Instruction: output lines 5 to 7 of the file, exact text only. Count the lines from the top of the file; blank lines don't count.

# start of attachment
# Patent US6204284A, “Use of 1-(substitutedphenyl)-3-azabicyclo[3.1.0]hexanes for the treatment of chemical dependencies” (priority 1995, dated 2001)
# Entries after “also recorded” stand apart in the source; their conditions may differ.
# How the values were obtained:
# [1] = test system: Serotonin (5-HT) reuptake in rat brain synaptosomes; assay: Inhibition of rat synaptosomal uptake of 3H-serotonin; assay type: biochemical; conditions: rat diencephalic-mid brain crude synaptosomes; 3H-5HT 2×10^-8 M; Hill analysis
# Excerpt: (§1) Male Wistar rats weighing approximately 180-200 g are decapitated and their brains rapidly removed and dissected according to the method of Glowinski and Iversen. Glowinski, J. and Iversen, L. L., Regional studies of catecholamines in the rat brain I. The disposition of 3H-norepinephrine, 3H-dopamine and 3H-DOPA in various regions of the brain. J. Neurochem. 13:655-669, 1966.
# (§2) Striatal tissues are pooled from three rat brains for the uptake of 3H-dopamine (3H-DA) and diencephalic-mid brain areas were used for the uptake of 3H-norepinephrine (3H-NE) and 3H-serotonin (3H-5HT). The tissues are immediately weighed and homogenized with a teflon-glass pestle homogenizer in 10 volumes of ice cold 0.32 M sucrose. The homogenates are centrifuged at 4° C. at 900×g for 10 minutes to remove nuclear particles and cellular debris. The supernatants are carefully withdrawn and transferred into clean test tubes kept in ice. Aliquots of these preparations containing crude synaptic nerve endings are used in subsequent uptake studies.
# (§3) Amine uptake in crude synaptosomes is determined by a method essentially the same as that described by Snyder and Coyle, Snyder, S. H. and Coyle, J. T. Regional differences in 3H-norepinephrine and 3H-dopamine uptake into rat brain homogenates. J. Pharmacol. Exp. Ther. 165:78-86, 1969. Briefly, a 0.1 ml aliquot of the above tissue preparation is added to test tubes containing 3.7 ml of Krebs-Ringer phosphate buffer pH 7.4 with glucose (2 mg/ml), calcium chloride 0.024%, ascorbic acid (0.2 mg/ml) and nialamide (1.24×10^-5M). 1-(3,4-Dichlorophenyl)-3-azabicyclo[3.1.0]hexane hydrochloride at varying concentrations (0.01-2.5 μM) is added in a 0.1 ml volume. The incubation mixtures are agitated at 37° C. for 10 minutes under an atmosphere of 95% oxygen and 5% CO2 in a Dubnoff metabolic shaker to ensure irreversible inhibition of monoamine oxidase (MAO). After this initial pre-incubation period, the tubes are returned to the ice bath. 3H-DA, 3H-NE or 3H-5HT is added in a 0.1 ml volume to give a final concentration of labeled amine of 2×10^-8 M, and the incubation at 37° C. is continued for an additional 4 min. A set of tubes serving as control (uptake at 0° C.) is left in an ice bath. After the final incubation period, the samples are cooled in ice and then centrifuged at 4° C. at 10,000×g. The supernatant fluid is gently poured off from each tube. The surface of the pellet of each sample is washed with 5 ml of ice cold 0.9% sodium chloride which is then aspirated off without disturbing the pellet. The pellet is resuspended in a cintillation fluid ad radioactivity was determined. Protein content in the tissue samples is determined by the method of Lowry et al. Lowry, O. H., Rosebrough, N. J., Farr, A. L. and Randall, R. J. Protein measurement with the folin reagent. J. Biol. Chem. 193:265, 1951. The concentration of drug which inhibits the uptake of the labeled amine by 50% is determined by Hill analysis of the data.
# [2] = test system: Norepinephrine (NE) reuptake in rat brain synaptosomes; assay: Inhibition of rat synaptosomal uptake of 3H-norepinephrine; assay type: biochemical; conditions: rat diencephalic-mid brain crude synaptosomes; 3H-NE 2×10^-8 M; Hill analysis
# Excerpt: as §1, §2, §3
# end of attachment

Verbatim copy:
# Excerpt: (§1) Male Wistar rats weighing approximately 180-200 g are decapitated and their brains rapidly removed and dissected according to the method of Glowinski and Iversen. Glowinski, J. and Iversen, L. L., Regional studies of catecholamines in the rat brain I. The disposition of 3H-norepinephrine, 3H-dopamine and 3H-DOPA in various regions of the brain. J. Neurochem. 13:655-669, 1966.
# (§2) Striatal tissues are pooled from three rat brains for the uptake of 3H-dopamine (3H-DA) and diencephalic-mid brain areas were used for the uptake of 3H-norepinephrine (3H-NE) and 3H-serotonin (3H-5HT). The tissues are immediately weighed and homogenized with a teflon-glass pestle homogenizer in 10 volumes of ice cold 0.32 M sucrose. The homogenates are centrifuged at 4° C. at 900×g for 10 minutes to remove nuclear particles and cellular debris. The supernatants are carefully withdrawn and transferred into clean test tubes kept in ice. Aliquots of these preparations containing crude synaptic nerve endings are used in subsequent uptake studies.
# (§3) Amine uptake in crude synaptosomes is determined by a method essentially the same as that described by Snyder and Coyle, Snyder, S. H. and Coyle, J. T. Regional differences in 3H-norepinephrine and 3H-dopamine uptake into rat brain homogenates. J. Pharmacol. Exp. Ther. 165:78-86, 1969. Briefly, a 0.1 ml aliquot of the above tissue preparation is added to test tubes containing 3.7 ml of Krebs-Ringer phosphate buffer pH 7.4 with glucose (2 mg/ml), calcium chloride 0.024%, ascorbic acid (0.2 mg/ml) and nialamide (1.24×10^-5M). 1-(3,4-Dichlorophenyl)-3-azabicyclo[3.1.0]hexane hydrochloride at varying concentrations (0.01-2.5 μM) is added in a 0.1 ml volume. The incubation mixtures are agitated at 37° C. for 10 minutes under an atmosphere of 95% oxygen and 5% CO2 in a Dubnoff metabolic shaker to ensure irreversible inhibition of monoamine oxidase (MAO). After this initial pre-incubation period, the tubes are returned to the ice bath. 3H-DA, 3H-NE or 3H-5HT is added in a 0.1 ml volume to give a final concentration of labeled amine of 2×10^-8 M, and the incubation at 37° C. is continued for an additional 4 min. A set of tubes serving as control (uptake at 0° C.) is left in an ice bath. After the final incubation period, the samples are cooled in ice and then centrifuged at 4° C. at 10,000×g. The supernatant fluid is gently poured off from each tube. The surface of the pellet of each sample is washed with 5 ml of ice cold 0.9% sodium chloride which is then aspirated off without disturbing the pellet. The pellet is resuspended in a cintillation fluid ad radioactivity was determined. Protein content in the tissue samples is determined by the method of Lowry et al. Lowry, O. H., Rosebrough, N. J., Farr, A. L. and Randall, R. J. Protein measurement with the folin reagent. J. Biol. Chem. 193:265, 1951. The concentration of drug which inhibits the uptake of the labeled amine by 50% is determined by Hill analysis of the data.